“Chefs are composers, and food is their opus…”
Charleston City Paper’s winter edition of The Dish dropped last month. Inside this dining guide de Charleston, writer Susan Cohen shares a glimpse inside the mind of a few local chefs-slash-artists. In her article, “The Art of Taste”, Cohen gets some insight into the creative process behind developing a menu. Our Executive Chef Marc Collins, Nate Whiting of Tristan, Emily Cookson of Charleston Grill, and Ken Vendrinski of Trattoria Lucca, show us how it’s all done.
“At Circa 1886, chef Marc Collins and his staff go through a drawing process for new dishes, making sure the individual components work on the plate. They make notes, weigh the pros and cons of garnishes, and come up with flavor profiles. “It’s just an evolution of what ingredient to go to next,” Collins explains. “To me, putting the plate together … like any great painter, they think out their process prior to it, they visualize it in their head, and then they put it on paper.” He confesses that he doesn’t even taste his dishes before he writes recipes. Instead, he visualizes them in his head. “I can figure out which goes with what, and I can write the dish and I know the dish,” he says. “You do it enough times, you know that.”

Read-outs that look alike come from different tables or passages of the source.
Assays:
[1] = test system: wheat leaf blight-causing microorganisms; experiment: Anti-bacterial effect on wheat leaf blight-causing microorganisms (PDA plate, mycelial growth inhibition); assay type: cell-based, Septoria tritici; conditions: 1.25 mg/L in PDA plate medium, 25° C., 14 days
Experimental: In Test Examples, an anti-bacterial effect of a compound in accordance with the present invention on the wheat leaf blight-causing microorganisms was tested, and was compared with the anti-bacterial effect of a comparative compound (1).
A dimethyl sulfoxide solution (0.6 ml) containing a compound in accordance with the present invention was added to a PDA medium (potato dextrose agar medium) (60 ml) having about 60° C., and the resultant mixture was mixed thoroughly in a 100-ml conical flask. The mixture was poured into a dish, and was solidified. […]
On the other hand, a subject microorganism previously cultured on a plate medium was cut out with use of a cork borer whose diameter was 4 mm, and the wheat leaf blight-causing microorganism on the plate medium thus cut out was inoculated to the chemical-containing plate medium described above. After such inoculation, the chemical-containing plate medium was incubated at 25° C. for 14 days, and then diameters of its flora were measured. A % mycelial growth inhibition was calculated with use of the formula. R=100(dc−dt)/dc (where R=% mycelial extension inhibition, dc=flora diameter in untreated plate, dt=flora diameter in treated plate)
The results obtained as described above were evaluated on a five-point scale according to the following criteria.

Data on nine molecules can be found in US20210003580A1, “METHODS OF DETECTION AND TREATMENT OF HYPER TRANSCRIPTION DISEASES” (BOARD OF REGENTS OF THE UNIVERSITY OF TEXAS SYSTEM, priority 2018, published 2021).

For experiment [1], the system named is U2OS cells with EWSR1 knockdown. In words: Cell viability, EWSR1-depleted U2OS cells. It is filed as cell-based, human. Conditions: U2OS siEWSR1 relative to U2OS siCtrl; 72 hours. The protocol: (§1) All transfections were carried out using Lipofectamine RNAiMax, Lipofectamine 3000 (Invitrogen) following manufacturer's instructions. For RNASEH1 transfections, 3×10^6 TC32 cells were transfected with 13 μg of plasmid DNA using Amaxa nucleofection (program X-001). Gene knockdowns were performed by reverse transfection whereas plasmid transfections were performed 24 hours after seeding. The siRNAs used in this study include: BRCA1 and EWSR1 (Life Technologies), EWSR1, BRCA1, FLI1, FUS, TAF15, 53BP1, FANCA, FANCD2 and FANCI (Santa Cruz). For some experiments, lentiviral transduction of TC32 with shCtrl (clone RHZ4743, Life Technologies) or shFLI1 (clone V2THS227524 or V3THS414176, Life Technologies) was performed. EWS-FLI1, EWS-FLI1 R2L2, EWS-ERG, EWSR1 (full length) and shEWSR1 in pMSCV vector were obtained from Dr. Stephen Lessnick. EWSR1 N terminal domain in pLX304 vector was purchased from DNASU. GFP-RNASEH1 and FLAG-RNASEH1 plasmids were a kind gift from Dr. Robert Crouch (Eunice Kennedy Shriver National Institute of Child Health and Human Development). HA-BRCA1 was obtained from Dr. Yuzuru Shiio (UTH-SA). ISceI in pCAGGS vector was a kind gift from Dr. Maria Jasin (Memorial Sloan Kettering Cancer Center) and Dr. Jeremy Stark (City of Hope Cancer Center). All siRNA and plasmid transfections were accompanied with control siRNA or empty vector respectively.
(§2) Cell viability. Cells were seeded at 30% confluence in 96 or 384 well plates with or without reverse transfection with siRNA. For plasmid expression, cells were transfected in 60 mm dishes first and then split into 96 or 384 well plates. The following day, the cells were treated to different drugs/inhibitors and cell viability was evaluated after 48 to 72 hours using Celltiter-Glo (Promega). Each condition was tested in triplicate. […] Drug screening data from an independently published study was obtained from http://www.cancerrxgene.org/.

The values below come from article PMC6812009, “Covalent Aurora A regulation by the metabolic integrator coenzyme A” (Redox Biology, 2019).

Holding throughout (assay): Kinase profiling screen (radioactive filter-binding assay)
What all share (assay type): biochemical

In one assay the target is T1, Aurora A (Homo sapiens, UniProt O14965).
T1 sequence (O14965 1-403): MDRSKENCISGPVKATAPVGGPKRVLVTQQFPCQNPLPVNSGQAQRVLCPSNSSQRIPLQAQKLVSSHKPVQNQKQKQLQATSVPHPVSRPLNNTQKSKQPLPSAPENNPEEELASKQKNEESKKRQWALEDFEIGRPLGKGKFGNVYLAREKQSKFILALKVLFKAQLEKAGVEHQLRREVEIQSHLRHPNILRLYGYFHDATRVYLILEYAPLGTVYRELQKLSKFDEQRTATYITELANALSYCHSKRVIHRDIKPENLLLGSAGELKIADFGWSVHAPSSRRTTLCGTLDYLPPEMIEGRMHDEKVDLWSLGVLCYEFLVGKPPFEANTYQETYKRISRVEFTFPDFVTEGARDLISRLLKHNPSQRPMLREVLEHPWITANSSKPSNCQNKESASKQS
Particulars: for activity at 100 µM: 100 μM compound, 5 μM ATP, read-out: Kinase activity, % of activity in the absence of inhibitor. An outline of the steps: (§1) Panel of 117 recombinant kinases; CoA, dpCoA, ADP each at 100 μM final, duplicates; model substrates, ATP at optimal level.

That was the case for the bison short rib ($30), a highlight of Circa’s winter menu and comfort food in its purest sense. “At the same time, I want [customers] to be like: I don’t think I would have ever thought to put those ingredients together, but I understood all the ingredients and they worked very well together and I got what the chef was trying to do,” Collins says. “I like to push people to the edge. I don’t like to push them over.”
The tender short rib is playfully tied around the bone in the fashion of an osso bucco, a whimsical presentation that hints at the thought process behind it — it’s a short rib, but elevated, served over a braised stew of rice beans (instead of, more obviously, actual rice). Colorful cubes of diced celery and carrots, along with pearl onions, add a compelling crunch to the otherwise soft meal, while a brilliantly veiny and green leaf of Savoy cabbage brings a dramatic bang of color to a plate. “We think in our heads color-wise, we’re brown on top of brown. So we need to go with something bright,” Collins says.
A horseradish foam, besides being a classic complement to red meat, helps cut the richness of the dish. It’s also finished with a few dollops of Greek whipped yogurt, adding a velvety, creamy balance and a hint of tang. “We can’t just be the status quo,” Collins explains. ‘You’ve got to give a little ingenuity to what you put in your dish to make it stand out.'”
Read the article in its entirety and learn about Chef Collins’ “boxed” creative process.
This delicious edition has earned a permanent spot on our coffee table. Make sure you pick up an issue for yourself. Thank you, City Paper for the artful article.